The women resolved to declare their equality and enumerate women’s grievances with men at a convention planned for July 19-20, 1848. Stanton was assigned the task of drafting a document, the Declaration of Sentiments and Resolutions, Declaration of Sentiments and Resolutions (1848) Sentiments and Resolutions, Declaration of (1848) to be debated, discussed, and ratified by the convention delegates. Stanton modeled the Sentiments on the Declaration of Independence, and its structure and diction parallel Thomas Jefferson’s 1776 text. In the Sentiments, Stanton declares “the causes that impel” her and four Quaker women to launch the long struggle for women’s rights. Stanton also spells out a list of women’s grievances concerning the “absolute tyranny” of men over women. The number of “injuries and usurpations” noted in the document—eighteen in total—is equal to the number of grievances presented to King George III of England in the Declaration of Independence.

Stanton concluded the Sentiments with a list of eleven resolutions to be considered by the convention delegates. The most controversial resolution was the ninth, a call for women “to secure to themselves their sacred right to the elective franchise.” The delegates unanimously approved ten of Stanton’s eleven resolutions in addition to a twelfth introduced by Mott on the floor of the convention. The only resolution to pass without unanimity was the resolution supporting women’s right to vote. Sixty-eight women and thirty-two men signed the Sentiments. The full text of the document, and a list of its one hundred signatories, was printed in the July 28, 1848, edition of the Rochester North Star, edited by abolitionist Frederick Douglass, who attended the convention and argued in favor of voting rights for women.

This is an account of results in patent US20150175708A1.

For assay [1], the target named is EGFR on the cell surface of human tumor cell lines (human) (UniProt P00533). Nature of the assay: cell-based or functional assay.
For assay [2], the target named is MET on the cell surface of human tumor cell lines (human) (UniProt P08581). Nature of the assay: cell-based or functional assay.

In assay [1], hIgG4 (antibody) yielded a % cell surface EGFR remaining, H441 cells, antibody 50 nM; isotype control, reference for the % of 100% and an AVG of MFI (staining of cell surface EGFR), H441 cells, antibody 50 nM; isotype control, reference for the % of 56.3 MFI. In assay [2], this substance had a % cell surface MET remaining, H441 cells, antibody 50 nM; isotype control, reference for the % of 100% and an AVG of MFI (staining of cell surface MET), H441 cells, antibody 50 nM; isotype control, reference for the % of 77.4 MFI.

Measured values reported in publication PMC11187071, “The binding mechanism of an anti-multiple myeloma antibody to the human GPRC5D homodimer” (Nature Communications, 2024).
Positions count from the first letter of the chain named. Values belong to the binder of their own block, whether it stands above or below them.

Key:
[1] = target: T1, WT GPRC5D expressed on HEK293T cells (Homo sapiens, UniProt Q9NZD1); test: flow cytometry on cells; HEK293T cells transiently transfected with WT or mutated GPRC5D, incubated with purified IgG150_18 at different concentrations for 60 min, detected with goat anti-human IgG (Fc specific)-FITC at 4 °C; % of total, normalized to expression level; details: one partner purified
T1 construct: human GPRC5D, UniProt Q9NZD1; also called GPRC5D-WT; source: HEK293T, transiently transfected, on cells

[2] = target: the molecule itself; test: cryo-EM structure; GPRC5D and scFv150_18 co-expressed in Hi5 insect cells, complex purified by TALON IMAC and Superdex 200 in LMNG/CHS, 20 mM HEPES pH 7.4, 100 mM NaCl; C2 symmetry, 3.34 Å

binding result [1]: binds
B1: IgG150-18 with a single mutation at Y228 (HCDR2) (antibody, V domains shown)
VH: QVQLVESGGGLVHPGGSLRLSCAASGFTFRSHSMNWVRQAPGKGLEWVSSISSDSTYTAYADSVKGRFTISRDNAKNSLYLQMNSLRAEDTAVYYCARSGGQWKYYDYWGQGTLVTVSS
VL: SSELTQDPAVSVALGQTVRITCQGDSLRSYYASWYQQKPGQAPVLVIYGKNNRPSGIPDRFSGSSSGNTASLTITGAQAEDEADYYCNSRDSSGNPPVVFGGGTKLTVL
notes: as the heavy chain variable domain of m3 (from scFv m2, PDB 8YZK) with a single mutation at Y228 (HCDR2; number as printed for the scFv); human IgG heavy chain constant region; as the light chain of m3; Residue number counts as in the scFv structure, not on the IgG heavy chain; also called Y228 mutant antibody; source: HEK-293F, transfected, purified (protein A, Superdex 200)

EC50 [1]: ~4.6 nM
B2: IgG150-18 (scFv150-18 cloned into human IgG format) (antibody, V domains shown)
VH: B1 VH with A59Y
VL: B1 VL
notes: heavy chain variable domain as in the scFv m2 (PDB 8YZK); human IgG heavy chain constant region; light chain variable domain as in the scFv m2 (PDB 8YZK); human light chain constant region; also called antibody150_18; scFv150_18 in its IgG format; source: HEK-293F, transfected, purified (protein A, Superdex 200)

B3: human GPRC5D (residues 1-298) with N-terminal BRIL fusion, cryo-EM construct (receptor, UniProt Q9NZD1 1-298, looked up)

Significance

The Seneca Falls Convention of 1848 and its Declaration of Sentiments represent the weaving together of several strands of U.S. history and culture, including the struggle for political rights and suffrage, demands for economic and social equality, feminism, and gender differences, reflecting larger trends in Western civilization as a whole. The convention marked the challenges faced by abolitionists, feminists, suffragists, and other progressives as they pressed forward with their various reform agendas. Seneca Falls also had underscored conflicts between the ideals expressed in revolutionary documents and the realities of political organization in the nineteenth century.